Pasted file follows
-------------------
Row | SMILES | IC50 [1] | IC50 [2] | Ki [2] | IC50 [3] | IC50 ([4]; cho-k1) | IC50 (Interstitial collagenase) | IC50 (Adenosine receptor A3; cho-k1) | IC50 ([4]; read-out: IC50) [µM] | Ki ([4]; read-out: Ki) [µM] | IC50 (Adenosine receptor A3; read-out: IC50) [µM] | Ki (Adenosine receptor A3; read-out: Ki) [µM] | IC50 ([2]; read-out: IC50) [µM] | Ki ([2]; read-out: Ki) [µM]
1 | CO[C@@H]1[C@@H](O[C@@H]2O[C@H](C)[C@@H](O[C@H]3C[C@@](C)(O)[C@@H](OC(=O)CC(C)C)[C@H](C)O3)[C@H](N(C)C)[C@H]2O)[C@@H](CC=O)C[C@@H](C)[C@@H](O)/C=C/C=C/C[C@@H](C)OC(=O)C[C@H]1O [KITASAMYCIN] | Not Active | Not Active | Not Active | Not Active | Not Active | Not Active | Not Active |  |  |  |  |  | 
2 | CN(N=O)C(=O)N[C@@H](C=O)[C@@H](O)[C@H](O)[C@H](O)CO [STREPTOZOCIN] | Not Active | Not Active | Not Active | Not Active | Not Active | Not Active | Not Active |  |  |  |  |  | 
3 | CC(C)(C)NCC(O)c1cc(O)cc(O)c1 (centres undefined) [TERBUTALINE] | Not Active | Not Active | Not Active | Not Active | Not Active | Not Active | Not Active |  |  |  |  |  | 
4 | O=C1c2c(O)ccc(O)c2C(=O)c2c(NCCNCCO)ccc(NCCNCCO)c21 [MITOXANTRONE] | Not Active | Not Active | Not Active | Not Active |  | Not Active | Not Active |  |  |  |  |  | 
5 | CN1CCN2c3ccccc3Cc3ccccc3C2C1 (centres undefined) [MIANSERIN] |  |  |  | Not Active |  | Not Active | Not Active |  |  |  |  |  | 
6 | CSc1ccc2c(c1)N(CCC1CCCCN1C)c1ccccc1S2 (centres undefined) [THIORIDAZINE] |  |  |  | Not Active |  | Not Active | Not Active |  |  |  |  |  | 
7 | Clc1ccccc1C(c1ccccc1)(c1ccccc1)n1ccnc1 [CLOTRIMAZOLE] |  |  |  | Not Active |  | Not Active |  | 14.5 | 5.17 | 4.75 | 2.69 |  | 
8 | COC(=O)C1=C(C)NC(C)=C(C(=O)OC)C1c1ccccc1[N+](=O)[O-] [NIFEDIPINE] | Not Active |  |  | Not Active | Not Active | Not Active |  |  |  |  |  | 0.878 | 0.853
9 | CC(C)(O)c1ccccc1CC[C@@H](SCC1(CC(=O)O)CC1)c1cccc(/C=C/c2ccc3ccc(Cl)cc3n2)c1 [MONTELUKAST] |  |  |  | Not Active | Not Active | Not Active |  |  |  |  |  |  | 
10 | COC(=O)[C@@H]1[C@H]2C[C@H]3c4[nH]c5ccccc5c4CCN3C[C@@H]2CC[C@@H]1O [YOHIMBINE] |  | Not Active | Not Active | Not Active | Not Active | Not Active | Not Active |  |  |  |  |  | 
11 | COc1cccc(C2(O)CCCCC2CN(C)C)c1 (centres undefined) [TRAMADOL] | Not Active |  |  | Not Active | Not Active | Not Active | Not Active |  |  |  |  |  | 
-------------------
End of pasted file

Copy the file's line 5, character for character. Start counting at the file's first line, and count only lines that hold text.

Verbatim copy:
4 | O=C1c2c(O)ccc(O)c2C(=O)c2c(NCCNCCO)ccc(NCCNCCO)c21 [MITOXANTRONE] | Not Active | Not Active | Not Active | Not Active |  | Not Active | Not Active |  |  |  |  |  | 